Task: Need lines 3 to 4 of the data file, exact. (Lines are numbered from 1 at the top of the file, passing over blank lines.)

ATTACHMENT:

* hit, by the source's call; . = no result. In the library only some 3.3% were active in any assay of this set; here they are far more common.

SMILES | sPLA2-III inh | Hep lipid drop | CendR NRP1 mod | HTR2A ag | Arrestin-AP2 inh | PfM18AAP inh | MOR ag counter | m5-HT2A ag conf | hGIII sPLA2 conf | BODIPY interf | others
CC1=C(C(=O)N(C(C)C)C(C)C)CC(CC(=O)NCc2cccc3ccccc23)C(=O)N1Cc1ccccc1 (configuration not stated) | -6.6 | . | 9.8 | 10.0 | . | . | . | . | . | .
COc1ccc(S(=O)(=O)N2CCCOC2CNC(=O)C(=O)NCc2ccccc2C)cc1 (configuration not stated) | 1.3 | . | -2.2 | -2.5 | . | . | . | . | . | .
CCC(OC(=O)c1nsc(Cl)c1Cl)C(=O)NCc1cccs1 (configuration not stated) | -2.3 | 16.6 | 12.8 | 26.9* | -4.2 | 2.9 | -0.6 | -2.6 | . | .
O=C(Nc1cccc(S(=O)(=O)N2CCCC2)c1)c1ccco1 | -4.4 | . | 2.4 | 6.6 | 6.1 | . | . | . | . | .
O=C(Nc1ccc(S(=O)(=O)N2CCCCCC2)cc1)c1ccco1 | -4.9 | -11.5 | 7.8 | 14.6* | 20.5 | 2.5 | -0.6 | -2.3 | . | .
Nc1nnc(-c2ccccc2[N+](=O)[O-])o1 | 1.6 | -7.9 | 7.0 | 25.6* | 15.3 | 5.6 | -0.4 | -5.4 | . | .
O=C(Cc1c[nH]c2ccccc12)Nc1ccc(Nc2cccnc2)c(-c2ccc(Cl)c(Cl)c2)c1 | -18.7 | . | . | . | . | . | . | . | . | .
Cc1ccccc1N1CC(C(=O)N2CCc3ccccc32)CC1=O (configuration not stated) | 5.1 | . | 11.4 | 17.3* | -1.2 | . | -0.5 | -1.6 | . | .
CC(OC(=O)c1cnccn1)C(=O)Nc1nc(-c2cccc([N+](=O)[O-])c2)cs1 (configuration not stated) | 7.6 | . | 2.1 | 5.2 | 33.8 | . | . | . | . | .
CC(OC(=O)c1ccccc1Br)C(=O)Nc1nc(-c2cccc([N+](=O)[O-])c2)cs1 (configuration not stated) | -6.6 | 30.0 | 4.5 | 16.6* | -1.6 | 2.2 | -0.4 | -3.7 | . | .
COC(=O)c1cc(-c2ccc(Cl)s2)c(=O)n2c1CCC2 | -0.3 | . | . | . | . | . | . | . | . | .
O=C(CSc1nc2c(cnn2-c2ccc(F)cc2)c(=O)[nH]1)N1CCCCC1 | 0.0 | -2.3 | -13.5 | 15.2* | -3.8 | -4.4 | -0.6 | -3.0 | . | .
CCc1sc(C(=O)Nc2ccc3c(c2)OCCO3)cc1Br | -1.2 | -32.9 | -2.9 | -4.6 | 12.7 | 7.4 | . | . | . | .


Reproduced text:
CC1=C(C(=O)N(C(C)C)C(C)C)CC(CC(=O)NCc2cccc3ccccc23)C(=O)N1Cc1ccccc1 (configuration not stated) | -6.6 | . | 9.8 | 10.0 | . | . | . | . | . | .
COc1ccc(S(=O)(=O)N2CCCOC2CNC(=O)C(=O)NCc2ccccc2C)cc1 (configuration not stated) | 1.3 | . | -2.2 | -2.5 | . | . | . | . | . | .